Prepared versus “Prepping”. Where does one cross the mental line between these two? Therein lies the question. The idea for being prepared for anything has been around as long as life as existed on the planet. Breaking down the two statements, we can quickly see that they are both the same thing. Many would conclude that prepping is further up toward the extremist portion of the spectrum. One has to consider one’s supply chain when determining the level of preparedness to engage in.

We’ve covered the idea behind the show, by now you’re wondering how do you ensure your own success as a prepper. Let’s take a minute to examine what it means in reality. Within the big picture of being prepared, there are several major parts (based on the order of necessity)

  1. Clean, breathable air
  2. Housing and/or shelter.
  3. Food and nutrition
  4. Water
  5. Clothing and/or protective gear.

Now, how much of that list do you send on “the grid” for? How much of that list have to be obtained from outside the home. This is the basic principle behind prepping. By identifying one’s shortcomings if the grid and/society should fail. It really comes down to one’s supply chain.

Within the survival genre, the exists a basic rule of thumb for placing the importance of the life-sustaining objectives, the numbers are easy to remember it is The Rule of Three:

  • You can survive three minutes without breathable air (unconsciousness generally occurs), or in icy water.
  • You can survive three hours in a harsh environment (extreme heat or cold).
  • You can survive for three days without drinkable water.
  • You can survive three weeks without food.

Clean, breathable air. This is a major necessity of survival, as without oxygen humans die, and living tissue dies as well. But the abundance of oxygen could be just as dangerous if it’s loaded with smoke particles, volcanic ash, or nuclear fallout. This need is so basic that it transcends the spectrum of the prepared study. Whether it be smoke particles from the forest or large urban fires caused by unrest, or natural disasters, being able to have breathable air is critical. When it comes to air, the need for some level of filtration system is paramount, depending on the scenario you find yourself in. In an urban fire, you also have a high probability of included toxic chemicals as well. This then becomes a focus when preparing for the “Zombie Apocalypse”. For those extremists, they have commercial-grade air filtration systems for their bunkers, and gas masks for the times they have to venture out. Realistically, a home air filtration system with taped windows and a double door entry should be sufficient to keep you safe from most air impurities. You need to scale your application to the size of your base.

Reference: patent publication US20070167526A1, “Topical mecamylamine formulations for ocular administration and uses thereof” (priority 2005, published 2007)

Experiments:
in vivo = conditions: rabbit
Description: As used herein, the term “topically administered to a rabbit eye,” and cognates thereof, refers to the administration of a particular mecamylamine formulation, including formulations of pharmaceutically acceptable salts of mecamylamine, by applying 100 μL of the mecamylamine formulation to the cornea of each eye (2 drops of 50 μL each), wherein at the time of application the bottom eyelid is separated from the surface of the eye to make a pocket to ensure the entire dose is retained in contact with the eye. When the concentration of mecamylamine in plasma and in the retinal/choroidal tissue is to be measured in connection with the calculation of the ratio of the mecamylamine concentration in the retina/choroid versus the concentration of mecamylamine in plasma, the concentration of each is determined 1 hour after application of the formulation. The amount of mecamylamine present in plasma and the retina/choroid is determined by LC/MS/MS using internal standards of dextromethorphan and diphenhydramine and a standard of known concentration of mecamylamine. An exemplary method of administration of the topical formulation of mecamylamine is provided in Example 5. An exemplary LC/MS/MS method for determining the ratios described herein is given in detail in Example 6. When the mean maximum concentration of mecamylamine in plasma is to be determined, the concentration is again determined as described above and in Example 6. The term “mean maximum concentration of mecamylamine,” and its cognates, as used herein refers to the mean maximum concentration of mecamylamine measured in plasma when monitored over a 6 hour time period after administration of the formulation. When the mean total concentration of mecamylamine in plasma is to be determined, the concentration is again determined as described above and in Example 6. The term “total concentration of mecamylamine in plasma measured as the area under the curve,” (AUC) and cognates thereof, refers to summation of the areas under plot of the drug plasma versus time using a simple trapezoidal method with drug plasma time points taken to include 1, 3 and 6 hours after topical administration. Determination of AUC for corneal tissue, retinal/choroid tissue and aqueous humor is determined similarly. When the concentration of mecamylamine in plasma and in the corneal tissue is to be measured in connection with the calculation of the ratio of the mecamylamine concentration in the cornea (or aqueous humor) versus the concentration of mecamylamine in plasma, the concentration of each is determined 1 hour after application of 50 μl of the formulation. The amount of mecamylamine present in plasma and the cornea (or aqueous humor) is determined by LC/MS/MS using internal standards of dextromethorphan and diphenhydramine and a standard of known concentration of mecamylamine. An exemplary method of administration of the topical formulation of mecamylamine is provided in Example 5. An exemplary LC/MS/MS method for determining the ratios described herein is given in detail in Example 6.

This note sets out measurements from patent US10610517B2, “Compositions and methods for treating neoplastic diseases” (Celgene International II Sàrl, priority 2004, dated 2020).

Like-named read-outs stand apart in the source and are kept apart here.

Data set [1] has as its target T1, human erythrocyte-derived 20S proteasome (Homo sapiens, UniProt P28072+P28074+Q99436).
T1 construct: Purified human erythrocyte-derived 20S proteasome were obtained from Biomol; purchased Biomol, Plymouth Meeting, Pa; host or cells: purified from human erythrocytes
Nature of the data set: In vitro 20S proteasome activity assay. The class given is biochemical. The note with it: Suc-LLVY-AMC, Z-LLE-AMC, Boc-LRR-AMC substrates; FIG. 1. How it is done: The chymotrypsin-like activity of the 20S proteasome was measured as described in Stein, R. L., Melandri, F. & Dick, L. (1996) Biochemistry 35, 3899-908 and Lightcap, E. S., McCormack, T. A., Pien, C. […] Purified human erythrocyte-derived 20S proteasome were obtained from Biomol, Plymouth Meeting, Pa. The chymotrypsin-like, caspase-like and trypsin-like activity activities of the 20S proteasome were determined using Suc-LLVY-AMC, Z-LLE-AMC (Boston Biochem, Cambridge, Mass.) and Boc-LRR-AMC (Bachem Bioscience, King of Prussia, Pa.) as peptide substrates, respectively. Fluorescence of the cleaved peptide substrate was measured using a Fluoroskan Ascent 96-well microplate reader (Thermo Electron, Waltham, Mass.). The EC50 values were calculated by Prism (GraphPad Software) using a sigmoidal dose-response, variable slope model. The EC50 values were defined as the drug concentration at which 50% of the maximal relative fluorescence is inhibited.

Housing and/or shelter. This is the next biggie, as it provides a level of protection from the elements. Whether it’s a man-made structure or a natural location, the idea is the same. In addition to providing protection from the elements, it can also be configured to provide a level of security as well. There’s a lot of benefits packed into the housing section. Humans can survive for about three hours exposed to extreme weather conditions, although that might be the longest three hours of pain and suffering that one could imagine. Within the confines of this section should be a matter of temperature control. With the ability to restrict airflow across affected areas the potential to get the affected areas back up to temperature. The list of benefits contained here is substantial, however, the greatest part would be the mental healing that can happen here.

The next major concentration should be water. Humans can survive for about three days without water. The human body is comprised of approximately 60% water, and the volume of water dictates the passage of the neuro-electricity for thought. This is the reason people get a little goofy when they are dehydrated, as the neural pathways are impaired, and can lead to a very serious condition, and even death, if left untreated. But care must be taken when obtaining water. Seawater contains a substantial amount of salt, and will therefore increase the need for additional water. By drinking seawater, especially for an extended time. Desalination needs to occur before the seawater can be used as a drinkable source. In addition, still water can become brackish, and for all intent and purpose, create a very unpleasant period of time after the water is consumed. With brackish water, the water requires treatment prior to usage. If you happen to find yourself in an area where you could create either: A) condensation, B) morning dew, or C) rainwater, unless you are expecting an acidic rainfall with nuclear fallout, the above water collection methods might yield some benefit.